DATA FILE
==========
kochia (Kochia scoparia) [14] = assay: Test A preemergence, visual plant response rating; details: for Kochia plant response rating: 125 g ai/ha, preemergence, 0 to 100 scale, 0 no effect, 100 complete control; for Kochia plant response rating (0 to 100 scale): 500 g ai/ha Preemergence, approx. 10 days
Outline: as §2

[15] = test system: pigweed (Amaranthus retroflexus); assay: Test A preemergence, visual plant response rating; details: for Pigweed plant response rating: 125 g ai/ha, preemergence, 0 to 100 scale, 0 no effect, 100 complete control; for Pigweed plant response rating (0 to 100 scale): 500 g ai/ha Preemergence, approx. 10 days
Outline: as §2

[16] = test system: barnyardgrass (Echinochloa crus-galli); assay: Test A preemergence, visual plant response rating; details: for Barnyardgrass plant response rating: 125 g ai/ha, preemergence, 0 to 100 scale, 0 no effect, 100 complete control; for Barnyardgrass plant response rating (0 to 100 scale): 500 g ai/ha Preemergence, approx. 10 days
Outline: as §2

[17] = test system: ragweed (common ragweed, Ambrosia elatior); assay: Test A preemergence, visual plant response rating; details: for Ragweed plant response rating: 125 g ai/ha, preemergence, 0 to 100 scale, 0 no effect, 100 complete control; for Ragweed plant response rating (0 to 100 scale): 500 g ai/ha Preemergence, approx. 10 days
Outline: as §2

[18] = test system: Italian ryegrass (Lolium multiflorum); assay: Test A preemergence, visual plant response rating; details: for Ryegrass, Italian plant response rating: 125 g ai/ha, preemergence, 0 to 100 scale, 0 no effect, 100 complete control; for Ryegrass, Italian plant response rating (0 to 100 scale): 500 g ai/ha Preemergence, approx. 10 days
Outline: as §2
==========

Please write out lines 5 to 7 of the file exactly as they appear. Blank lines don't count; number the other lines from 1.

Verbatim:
[16] = test system: barnyardgrass (Echinochloa crus-galli); assay: Test A preemergence, visual plant response rating; details: for Barnyardgrass plant response rating: 125 g ai/ha, preemergence, 0 to 100 scale, 0 no effect, 100 complete control; for Barnyardgrass plant response rating (0 to 100 scale): 500 g ai/ha Preemergence, approx. 10 days
Outline: as §2

[17] = test system: ragweed (common ragweed, Ambrosia elatior); assay: Test A preemergence, visual plant response rating; details: for Ragweed plant response rating: 125 g ai/ha, preemergence, 0 to 100 scale, 0 no effect, 100 complete control; for Ragweed plant response rating (0 to 100 scale): 500 g ai/ha Preemergence, approx. 10 days